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How Great Lakes Farmers are Fighting Algae Blooms with New Techniques

land erosion

Summers along the Great Lakes include fishing, boating and dangerous algae blooms that can shut down beaches. They're are caused by excess phosphorous, a lot of which comes from farms. Now some of the region's farmers are testing agricultural practices that could reduce harmful runoff.  

Duane Stateler and his son, Anthony, run Stateler Family Farms, one of a handful of demonstrations farms across the country. Over the next five years, three farms in Northwest Ohio will test different practices to find out what reduces phosphorus runoff.

The Statelers are unique among the three project farms because they care for more than 7,000 hogs from birth until they’re ready for market, as well as planting crops.

Underneath each of Stateler’s three barns is a manure pit, which he uses to fertilize 500 acres of corn, soybeans and wheat.  Stateler will use that fertilizer to implement one conservation practice at his farm; it’s called variable-rate technology. That’s when crop land is split into 2 1/2 acre plots and each is prescribed fertilizer based on the soil in the plot.

Researchers are also using Stateler’s land to examine practices criticized in the past, such as testing soil that’s been cultivated year after year. Stateler says no one has proven it harms the environment.

“All of the sudden everyone says, 'We just can’t do this anymore,' but we’ve never had the opportunity to test to see whether we do get runoff from it,” said Duane Stateler.

Stateler's pigsStateler oversees and takes care of 7200 hogs from wean to finish.

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At the project announcement, Anthony Stateler outlined why they wanted to be a demonstration farm.

“It’s our duty here to be able to be good stewards of the environment.”

Aaron Heilers, who will manage the farms during the five-year commitment, said the program’s results will be shared throughout the state and the country.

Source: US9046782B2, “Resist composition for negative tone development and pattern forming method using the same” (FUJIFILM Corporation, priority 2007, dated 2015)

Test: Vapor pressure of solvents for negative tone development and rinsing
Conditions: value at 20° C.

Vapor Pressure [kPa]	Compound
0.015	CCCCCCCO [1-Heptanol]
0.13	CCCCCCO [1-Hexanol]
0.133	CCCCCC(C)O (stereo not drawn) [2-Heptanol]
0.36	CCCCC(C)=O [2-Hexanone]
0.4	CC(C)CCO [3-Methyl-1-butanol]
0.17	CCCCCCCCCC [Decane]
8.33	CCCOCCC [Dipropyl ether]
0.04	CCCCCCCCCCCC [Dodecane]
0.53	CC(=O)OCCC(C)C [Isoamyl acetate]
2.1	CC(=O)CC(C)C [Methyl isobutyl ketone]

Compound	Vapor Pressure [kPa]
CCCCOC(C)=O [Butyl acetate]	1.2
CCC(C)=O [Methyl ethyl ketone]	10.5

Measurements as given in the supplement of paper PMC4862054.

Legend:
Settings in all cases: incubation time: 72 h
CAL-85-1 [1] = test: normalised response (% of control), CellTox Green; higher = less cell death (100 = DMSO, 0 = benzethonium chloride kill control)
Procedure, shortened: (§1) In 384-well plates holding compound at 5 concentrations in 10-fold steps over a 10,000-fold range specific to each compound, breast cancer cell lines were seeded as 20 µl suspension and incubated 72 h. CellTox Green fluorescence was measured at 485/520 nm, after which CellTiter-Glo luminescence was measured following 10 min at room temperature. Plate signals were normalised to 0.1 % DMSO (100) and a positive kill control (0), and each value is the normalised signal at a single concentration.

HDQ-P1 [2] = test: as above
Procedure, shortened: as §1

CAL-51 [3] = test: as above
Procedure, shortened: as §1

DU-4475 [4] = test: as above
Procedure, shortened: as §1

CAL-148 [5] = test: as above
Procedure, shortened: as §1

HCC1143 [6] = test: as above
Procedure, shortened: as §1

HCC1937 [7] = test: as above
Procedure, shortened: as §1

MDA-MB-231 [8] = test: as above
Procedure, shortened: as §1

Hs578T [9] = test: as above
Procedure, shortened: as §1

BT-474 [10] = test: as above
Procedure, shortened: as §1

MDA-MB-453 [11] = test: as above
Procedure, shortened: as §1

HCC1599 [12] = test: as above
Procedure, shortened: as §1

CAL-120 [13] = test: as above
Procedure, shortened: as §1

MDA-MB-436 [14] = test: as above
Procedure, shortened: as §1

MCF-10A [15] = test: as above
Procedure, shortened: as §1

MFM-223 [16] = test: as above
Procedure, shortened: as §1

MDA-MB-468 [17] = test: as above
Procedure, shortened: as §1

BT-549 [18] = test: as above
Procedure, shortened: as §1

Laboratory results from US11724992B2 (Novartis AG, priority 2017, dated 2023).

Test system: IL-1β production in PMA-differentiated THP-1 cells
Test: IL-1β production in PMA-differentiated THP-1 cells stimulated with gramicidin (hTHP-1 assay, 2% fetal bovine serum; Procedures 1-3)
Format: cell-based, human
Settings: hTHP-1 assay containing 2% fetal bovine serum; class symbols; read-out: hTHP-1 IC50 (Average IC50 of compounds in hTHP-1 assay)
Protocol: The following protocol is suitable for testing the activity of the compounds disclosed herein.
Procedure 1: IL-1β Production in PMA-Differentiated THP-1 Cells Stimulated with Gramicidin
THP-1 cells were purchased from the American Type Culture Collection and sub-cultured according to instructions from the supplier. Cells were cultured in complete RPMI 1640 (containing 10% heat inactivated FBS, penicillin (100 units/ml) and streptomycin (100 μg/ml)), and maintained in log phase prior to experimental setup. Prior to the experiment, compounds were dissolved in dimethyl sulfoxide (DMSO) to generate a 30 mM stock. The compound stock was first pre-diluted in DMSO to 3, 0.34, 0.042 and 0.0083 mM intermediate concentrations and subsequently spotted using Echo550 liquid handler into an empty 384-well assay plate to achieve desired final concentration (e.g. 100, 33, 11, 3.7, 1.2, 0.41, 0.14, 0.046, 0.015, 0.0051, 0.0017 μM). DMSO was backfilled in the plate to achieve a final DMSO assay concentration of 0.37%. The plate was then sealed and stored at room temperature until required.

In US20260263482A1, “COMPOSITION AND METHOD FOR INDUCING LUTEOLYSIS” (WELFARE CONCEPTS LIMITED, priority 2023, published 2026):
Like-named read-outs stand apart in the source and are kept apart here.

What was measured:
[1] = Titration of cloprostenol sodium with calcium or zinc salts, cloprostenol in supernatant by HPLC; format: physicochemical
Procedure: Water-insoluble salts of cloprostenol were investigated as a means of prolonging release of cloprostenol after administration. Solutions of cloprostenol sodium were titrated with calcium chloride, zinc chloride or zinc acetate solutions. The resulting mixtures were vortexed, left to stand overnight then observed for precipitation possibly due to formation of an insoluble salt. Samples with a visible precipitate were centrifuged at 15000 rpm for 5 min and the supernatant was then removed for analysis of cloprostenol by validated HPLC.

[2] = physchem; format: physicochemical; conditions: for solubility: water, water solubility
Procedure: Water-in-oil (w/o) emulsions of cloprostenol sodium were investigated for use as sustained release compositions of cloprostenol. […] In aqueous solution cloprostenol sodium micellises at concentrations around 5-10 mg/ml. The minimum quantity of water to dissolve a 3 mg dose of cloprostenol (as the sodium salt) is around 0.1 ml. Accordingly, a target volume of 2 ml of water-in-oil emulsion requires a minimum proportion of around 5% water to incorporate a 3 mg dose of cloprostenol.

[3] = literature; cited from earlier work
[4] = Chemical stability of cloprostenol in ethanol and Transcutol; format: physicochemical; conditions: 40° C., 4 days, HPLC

“We want to be able to demonstrate not only to the farming community, but to the general public what kind of existing conservation technologies are out there and also some of the more innovative conservation technologies,” he said. 

A $77 million deal
This is the nation's second group of demonstration farms. The first started in Green Bay, Wis., in 2013.

Footing the bill for the project is the Natural Resource Conservation Service, which has pledged $77 million to farmers in Ohio, Michigan and Indiana for the next three years to fund best management practices.  The federal agency says phosphorus runoff will decline if each farmer adopts one or two more conservation practices.

But Duane Stateler says it’s not easy to be a farmer in the Great Lakes watershed.

“It’s a scary thing and it’s a conversation of farmers: 'Why is everyone pointing the finger at us? Why am I wearing this big target?'" 

Another kind of run off
Nearly 400 miles to the northeast, New York farmers are dealing with another culprit of nutrient runoff: soil erosion.

South of Lake Ontario, tributaries like the Genesee River can wash away hundreds of acres of farmland every year. When the soil washes into the river, it carries with it all the chemicals used to farm it over the years.

George Thomas, executive director for the Center for Environmental Initiatives, has been studying streambank erosion and working with farmers to reduce it.

“The farmers were very interested in doing something," he said. "It turns out that they're interested because they're losing their property.”

Stateler field
Stateler Family Farms will implement various conservation technologies.

To stop the erosion, Thomas works with farmers to cut into their steep stream banks on an angle, creating a slope. Then they cover the slope with rocks and shrubs, which prevents the surface from eroding under normal high- and low-flow conditions.

This method is not 100 percent effective over the long term. Climate change is causing more abnormal weather events, with higher highs and lower lows. There is also some debate over pouring all these resources into rehabilitating farm lands.

Joe Makarewicz, professor emeritus of SUNY Brockport’s environmental science department, said funding priorities have shifted from point sources, like wastewater treatment plants, to non-point sources, like farmer’s fields.

“Here, in the Genesee, these other issues in terms of point sources like wastewater treatment plants still exist,” he said.

But addressing agricultural practices might have a bigger overall impact. Lake Erie and Lake Ontario are surrounded by farmland. Other Great Lakes watersheds, including Saginaw Bay in Michigan and Green Bay in  Wisconsin, also are looking at agriculture as a major source of phosphorous runoff.

Great Lakes Today is a collaboration of WBFO Buffalo, ideastream Cleveland and WXXI Rochester.